Parks Inner Child Therapy (PICT)
Leave the upsets of the past behind...
Parks Inner Child Therapy (PICT) is a powerful and versatile visualisation-based therapy which brings together a number of different therapeutic approaches to help to create rapid and positive change.
Although originally created to specifically help people recover from the trauma and damage related to sexual, physical and emotional abuse during childhood, it is equally effective for a wide range of emotional problems. Eating disorders, Obsessive Compulsive Disorder (OCD) Dissociative Identity Disorder (DID), self- harm, ritual abuse, anxiety or depression, Post Traumatic Stress Disorder (PTSD), irrational fears, working with abusers, grief and loss issues (including murder, suicide, abortion, miscarriage, still birth, loss of job, material things or pets) are all helped through the PICT approach. PICT therapists also have the skills to assist with Critical Incident Debriefing (the witnessing or experiencing of highly traumatic events, such as vehicle crashes, bombings etc).
The most significant feature of PICT is that it can bring change about gently because there is no need to disclose any details of what happened in the past. The effects of the trauma are addressed rather than the detail, which allows clients to maintain their privacy and dignity, whilst working quickly and effectively to create beneficial and lasting change
Through PICT we can see that sometimes the beliefs about ourselves that we learn in childhood hold us back in later life and, even if we are not aware that they are there, they continue to play in the back of our mind giving us unhelpful messages; 'I am not good enough' and 'I am unlovable' being the two most familiar examples.
PICT works on the premise that the ‘inner child’ (the part of our unconscious mind where the memories & beliefs of childhood reside) who holds the original beliefs, can be communicated with and the limiting beliefs can be changed. It may be assumed that this would happen automatically as we become adults, but we do not always know that these beliefs exist and so PICT uses the ‘today’ adult conscious mind to communicate with the inner child from the past and change the thoughts that are holding us back.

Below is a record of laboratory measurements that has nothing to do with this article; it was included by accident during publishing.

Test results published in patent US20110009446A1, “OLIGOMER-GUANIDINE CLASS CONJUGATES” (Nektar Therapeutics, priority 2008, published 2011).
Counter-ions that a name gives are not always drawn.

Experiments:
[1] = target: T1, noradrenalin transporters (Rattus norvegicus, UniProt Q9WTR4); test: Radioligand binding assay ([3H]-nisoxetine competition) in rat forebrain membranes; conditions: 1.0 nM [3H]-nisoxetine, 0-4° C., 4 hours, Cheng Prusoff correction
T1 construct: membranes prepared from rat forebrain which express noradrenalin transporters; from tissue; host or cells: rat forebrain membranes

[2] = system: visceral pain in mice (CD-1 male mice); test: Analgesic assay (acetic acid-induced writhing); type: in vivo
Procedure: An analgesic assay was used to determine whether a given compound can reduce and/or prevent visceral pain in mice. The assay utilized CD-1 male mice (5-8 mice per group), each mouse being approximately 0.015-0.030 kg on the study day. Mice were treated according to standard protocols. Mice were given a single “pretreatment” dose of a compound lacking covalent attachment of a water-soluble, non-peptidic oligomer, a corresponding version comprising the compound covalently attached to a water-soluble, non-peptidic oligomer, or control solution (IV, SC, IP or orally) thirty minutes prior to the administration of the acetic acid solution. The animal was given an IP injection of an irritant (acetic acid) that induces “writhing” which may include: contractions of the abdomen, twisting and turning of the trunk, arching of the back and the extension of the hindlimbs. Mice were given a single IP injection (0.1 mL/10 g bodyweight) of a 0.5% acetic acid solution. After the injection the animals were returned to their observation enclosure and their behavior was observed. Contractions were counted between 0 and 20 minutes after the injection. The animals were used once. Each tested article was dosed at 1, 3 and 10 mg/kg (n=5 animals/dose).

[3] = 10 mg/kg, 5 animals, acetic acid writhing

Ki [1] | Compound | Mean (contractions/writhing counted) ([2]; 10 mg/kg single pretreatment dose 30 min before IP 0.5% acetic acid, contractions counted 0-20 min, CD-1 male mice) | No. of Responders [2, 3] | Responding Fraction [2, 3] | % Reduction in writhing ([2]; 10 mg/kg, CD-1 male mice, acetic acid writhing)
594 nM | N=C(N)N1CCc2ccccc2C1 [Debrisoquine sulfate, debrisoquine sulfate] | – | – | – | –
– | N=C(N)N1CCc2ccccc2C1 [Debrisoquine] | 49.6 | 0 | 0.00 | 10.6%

At the conclusion of PICT therapy clients regularly report feeling a sense of completion, a new sense of understanding of how and why they had their problems and a feeling that they now have all the puzzle pieces of their lives back together. This sense of inner harmony generally prompts clients to feel they are able to successfully deal with any new challenges life may bring because they are no longer hindered by problems or traumas from the past.
How PICT differs from other approaches
PICT has a flexible structure – a beginning point, middle and end, as well as providing clear measurable results. PICT can easily, quickly and gently deal with even the most traumatic experiences because there is no need to reveal painful details. PICT is designed to obtain thorough understanding and resolution of trauma/problems, rather than leaving gaps that can bring the same problems back to the surface later on. It is designed to work fast whilst still creating deep and lasting change – what would generally take six months to a year using most therapeutic models, can be cleared in 5 to 12 sessions using PICT. Consequently, PICT greatly reduces waiting lists, ends the ‘revolving door’ syndrome and creates gentle, lasting resolution, rather than only offering ‘support’.
PICT was devised over 30 years ago but continues to remain at the cutting edge of the resolution of trauma, childhood abuse & emotional challenges. The rapidity of its effectiveness has been enhanced by the introduction of the PICT Quick Change model, devised originally to cater for clients from overseas; where resolution may be completed in a series of 5 consecutive days of 4 hour sessions. (The QC 4 hour sessions can also be offered in 2 or 3 day weekly formats).
For more information about the creation of PICT and Penny Parks, please visit the Penny Parks Foundation website: www.ppfoundation.org